In the end, though, the bottom line is that Heroes of the Storm 2.0 isn’t as radical a change as Blizzard’s marketing department would like you to believe. When you get past all the pomp and pageantry of the new progression mechanics, the actual game isn’t much changed.

That can be good, and it can be bad. If you liked Heroes before, you’ll like it now. If you didn’t, I doubt lockboxes are going to bring you back.

I’m not really sure where I stand with the game. I’ve had a lot of fun with it in the past, and there’s still much about it I appreciate, but after so much time spent with it, I am a bit burnt out, and there are some things that have been driving me away.

All of my favorite heroes have been nerfed into uselessness or revamped into something unrecognizable. I swear the game was more stable back in alpha; now that it’s launched, I ought to be able to trust that my characters will maintain some kind of singular identity.

I’m also not thrilled with the direction the meta-game has been taking. Right now it seems dominated by increasing power creep, especially around burst damage. Heroes used to be a more laid-back take on the MOBA, but increasingly it seems to be the sort of game where a split second’s mistake will spell total doom.

I may find my passion reignites at some future date, but I don’t think the 2.0 update will be the cause.


Eight Reasons Your PvP Team Lost

PvP is a pillar of online gaming, whether it’s an MMO battleground, a MOBA, a shooter, or spreading gossip in Ever, Jane. The unfortunate reality of PvP, though, is that for every winner, there must be a loser. Sooner or later you find yourself not the pwner, but the pwnee.

Sometimes your best efforts just aren't good enough

As your virtual corpse decays on the battlefield, trampled by enemy mounts and teabagged by the opposing team, you find yourself asking, “Why? Why, o God, must I suffer so?”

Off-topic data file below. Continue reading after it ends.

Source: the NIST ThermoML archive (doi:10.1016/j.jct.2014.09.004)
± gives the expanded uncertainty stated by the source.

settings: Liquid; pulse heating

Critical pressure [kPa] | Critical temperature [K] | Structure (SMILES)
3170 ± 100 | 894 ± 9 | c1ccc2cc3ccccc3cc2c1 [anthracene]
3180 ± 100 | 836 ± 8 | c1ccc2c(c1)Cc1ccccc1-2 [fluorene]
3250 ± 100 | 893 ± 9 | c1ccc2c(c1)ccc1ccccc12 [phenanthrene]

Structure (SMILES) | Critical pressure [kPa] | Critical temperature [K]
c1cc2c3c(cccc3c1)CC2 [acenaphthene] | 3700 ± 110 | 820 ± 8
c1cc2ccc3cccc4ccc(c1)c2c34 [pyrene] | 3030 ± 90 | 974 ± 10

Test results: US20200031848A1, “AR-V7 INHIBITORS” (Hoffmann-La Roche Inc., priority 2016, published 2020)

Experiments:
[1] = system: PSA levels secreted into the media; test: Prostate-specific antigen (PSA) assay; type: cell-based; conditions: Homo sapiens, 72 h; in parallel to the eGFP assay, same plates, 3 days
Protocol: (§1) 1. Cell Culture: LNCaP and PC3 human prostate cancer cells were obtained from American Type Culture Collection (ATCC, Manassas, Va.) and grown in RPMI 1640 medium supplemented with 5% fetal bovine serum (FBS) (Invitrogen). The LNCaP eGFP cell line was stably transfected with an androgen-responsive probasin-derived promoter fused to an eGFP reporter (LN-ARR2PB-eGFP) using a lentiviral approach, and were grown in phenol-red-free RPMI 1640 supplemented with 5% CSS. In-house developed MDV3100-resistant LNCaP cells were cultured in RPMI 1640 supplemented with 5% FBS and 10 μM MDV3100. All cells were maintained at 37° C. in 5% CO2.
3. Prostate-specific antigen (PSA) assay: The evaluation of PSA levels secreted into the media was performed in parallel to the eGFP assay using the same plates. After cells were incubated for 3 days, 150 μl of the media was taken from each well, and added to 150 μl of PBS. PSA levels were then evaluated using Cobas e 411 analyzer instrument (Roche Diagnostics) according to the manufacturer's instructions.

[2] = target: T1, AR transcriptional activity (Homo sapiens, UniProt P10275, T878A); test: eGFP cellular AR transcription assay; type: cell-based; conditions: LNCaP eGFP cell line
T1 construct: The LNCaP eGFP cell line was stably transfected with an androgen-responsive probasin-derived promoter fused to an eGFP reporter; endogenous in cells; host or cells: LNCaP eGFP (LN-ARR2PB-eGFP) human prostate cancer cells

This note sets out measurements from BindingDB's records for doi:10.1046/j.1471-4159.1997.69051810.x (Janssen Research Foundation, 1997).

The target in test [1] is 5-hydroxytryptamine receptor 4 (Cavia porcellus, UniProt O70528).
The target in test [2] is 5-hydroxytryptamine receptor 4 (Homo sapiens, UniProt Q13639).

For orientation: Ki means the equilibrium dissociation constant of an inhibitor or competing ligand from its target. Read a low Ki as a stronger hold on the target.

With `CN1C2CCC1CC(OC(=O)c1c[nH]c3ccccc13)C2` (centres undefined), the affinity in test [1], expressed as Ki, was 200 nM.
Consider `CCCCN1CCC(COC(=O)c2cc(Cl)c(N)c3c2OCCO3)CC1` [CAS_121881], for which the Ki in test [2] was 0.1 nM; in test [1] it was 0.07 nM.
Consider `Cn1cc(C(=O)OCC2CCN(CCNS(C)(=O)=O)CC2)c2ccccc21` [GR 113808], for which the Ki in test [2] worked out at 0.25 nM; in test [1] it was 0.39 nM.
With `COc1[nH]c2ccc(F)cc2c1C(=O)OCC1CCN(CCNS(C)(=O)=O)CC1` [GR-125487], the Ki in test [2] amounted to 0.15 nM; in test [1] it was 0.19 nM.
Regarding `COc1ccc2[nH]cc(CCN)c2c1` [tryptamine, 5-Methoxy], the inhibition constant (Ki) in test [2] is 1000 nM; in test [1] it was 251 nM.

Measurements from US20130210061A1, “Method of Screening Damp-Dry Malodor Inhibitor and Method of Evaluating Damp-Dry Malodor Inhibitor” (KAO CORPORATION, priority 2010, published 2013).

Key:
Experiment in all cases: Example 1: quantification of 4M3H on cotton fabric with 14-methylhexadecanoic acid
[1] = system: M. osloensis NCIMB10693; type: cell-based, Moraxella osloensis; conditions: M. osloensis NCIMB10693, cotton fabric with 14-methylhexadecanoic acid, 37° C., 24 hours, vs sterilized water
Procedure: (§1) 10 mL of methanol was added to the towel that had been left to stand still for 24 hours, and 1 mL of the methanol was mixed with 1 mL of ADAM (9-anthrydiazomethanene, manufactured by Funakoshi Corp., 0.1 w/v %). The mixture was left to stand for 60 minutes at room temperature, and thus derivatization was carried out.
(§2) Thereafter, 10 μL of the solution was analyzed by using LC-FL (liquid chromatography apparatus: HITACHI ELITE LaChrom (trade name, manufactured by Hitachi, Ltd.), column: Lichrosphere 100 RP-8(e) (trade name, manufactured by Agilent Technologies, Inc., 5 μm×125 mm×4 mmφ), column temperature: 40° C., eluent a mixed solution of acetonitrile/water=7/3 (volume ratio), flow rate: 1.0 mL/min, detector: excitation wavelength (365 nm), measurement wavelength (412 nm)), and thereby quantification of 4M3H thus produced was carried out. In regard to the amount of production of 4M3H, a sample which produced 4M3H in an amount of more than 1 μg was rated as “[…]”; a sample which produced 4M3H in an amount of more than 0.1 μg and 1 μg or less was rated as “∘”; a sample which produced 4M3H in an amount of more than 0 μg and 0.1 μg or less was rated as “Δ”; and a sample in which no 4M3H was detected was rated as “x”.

I am not God, but perhaps I can offer some answers to that question.

The Lone Wolf

“There’s no ‘I’ in team” is a piece of advice we’re constantly bombarded with from childhood on, and it’s a good one. It deserves to be as ubiquitous as it is.

And yet, despite both its omnipresence and its fundamental logic, the concept of team above the individual is still somehow lost on a shockingly high number of gamers.

Thus, you see people charging eagerly into five-on-one confrontations (presumably whilst screaming “LEEEEEROOOY JENKINS” at their monitor) or simply camping the bottom lane while everyone else is contesting the map objective because SERIOUSLY RAYNOR DID NO ONE EVER TELL YOU THIS IS A *(@!ING TEAM GAME.

Ahem.

The Accidental Death Match

Team death match is a very popular PvP mode in many online games. So popular, in fact, that lots of people like to turn all the other modes into team death match, too!

Carrying the flag in a World of Warcraft battleground

This is why, while you do the boring but necessary work of guarding the flag, your teammates have charged off to some random field in the middle of nowhere to battle back and forth with enemy players for no other reason than the sheer joy of meaningless irrelevant slaughter.

They may cost you the match and your faith in humanity, but at least they’re enjoying themselves. And in the end, isn’t that the real victory?

No, no it isn’t.

The Learning Experience

Everyone has to start somewhere. You just hope it isn’t your team.

Alone of all the failures gracing this list, the newcomers are the only ones deserving any sympathy. They don’t mean to be bad; they just don’t know any better. They’re new to the game, and they’re trying their best, even as they make countless mistakes that seem glaringly obvious to your experienced eyes.